The pandemic continues to impact some dairy farmer’s bottom lines. Now, some dairy producers will likely receive a smaller milk check than they anticipated later this month. It will include a deduction larger than many milk producers have seen in years.
The reason is because of the Producer Price Differential (PPD). According to Farm Journal’s MILK, the PPD for the Central Federal Milk Marketing Order was -$7.51 per cwt.
“Unfortunately, it’s just real tough going right now in the dairy industry,” says Matt Schwab from Northeast Michigan.
Schwab knows what it’s like to be a dairy farmer. He used to be one. Now, he works with many of them in Northeast Michigan.
“We lost three dairies here in a month, last month,” says Schwab. “There’s not too many left in our area.”
Schwab says what’s concerning now – is many dairies will continue to struggle. This time many will see deductions in their milk checks.
It has to do with Federal Milk Marketing Order – which 80% of U.S. milk is marketed and pooled with as well.
“[The PPD is] just an accounting exercise,” says Mark Stephenson, a dairy policy analyst at UW-Madison. “Most of the time, it’s positive. Sometimes, it’s negative because we pay too much out in component value.”
If negative, the total price is subtracted from the farmer’s milk check. Normally, farmers receive a negative PPD when the spread between Class III and Class IV milk prices are high.
“Every time you see a milk check that’s got a negative number on it, that’s like a sad thing but it’s a negative number off a high price,” says Andrew Novakovic, an agricultural economist with Cornell University. “In a way, it’s really just accounting. It’s not as negative as it sounds.”
However, this time is expected to be different as the PPD is set to be historically negative, at least a negative -$5/cwt.
“What we’re expecting to see this June is -$8/cwt. This is just blowing the doors off of anything we’ve ever seen before,” says Novakovic.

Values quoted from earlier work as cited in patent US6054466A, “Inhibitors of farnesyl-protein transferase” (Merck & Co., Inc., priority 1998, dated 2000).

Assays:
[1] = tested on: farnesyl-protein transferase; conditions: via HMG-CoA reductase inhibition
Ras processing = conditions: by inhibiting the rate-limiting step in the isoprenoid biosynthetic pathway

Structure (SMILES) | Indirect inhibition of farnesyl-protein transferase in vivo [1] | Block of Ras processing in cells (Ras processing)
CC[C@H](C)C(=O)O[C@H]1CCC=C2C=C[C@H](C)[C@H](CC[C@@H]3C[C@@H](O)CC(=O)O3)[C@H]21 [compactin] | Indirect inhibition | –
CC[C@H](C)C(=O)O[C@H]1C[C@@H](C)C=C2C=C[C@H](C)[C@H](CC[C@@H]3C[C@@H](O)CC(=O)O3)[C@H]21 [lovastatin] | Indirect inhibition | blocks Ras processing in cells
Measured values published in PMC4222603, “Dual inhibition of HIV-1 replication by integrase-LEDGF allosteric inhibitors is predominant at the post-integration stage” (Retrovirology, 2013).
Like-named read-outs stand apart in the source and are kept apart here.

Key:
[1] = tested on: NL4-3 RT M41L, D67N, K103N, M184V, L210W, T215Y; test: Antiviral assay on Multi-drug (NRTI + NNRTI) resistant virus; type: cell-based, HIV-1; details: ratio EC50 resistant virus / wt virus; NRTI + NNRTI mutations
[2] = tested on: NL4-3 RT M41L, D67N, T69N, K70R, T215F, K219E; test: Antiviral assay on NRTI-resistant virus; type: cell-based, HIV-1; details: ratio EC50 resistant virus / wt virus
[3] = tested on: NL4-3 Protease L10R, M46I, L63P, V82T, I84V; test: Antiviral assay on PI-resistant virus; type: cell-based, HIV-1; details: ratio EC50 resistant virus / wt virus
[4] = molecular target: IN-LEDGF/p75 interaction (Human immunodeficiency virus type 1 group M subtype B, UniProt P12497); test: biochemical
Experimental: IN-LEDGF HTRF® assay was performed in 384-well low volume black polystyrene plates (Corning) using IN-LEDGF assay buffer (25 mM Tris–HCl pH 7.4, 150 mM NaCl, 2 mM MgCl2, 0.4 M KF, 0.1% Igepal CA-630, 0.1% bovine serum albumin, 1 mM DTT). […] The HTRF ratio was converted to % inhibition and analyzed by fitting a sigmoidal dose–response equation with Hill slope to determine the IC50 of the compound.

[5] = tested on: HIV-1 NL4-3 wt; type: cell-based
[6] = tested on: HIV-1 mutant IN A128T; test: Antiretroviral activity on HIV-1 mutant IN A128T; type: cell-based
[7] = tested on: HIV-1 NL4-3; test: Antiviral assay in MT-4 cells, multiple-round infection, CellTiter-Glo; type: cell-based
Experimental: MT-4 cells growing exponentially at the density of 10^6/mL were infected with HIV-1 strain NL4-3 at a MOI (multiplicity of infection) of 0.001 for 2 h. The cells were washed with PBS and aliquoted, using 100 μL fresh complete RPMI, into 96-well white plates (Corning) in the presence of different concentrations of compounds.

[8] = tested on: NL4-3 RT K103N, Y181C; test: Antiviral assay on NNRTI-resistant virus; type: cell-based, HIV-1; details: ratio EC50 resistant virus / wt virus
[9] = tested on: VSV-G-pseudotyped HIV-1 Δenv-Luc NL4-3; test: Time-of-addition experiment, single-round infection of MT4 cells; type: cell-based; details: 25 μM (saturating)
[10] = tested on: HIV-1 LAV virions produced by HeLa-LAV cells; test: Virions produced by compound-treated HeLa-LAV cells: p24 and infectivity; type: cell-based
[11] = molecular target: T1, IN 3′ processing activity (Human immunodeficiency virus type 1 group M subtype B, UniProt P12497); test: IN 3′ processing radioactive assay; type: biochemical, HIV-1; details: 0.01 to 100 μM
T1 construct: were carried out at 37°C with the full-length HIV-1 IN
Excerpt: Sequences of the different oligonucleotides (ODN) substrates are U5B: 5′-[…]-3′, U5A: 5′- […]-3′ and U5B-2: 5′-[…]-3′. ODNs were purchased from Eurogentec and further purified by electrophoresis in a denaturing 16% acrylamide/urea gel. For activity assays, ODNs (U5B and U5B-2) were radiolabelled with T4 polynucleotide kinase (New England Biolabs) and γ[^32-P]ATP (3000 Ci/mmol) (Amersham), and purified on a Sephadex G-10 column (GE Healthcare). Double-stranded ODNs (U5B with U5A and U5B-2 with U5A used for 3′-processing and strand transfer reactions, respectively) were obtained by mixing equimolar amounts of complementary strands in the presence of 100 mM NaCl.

Economists say it could potentially cover a couple of months’ worth of paychecks.
“In June, when we get the pool calculations here in a couple of weeks, I think we’ll have negative PPDs everywhere,” says Stephenson.
“The only time we saw a bigger swing was during the Great Recession,” says Novakovic. “That down, up, down, swing that we had was over 5 years. This one is over 6 months.”
There’s another reason why the PPD is negative and why it could potentially happen more frequently. The 2018 Farm Bill changed the Class I milk pricing formula in an effort to make risk management easier.
“However, what they didn’t think about was that sometimes we get a big spread between these two things,” says Stephenson. “Once again, we can pay out a lot of money on Class III components like we’re going to do this time around and Class IV is taking a big draw from the pool.”
As those in the industry wait to hear the deductions, they hope it isn’t long-lasting.
“Some real good friends of mine are trying to raise their family on an 80-cow dairy,” says Schwab. “[They are] great people and hard workers but it may just not play out for them to survive.”
People both in and out of the business hopes the industry can withstand it.
More information here.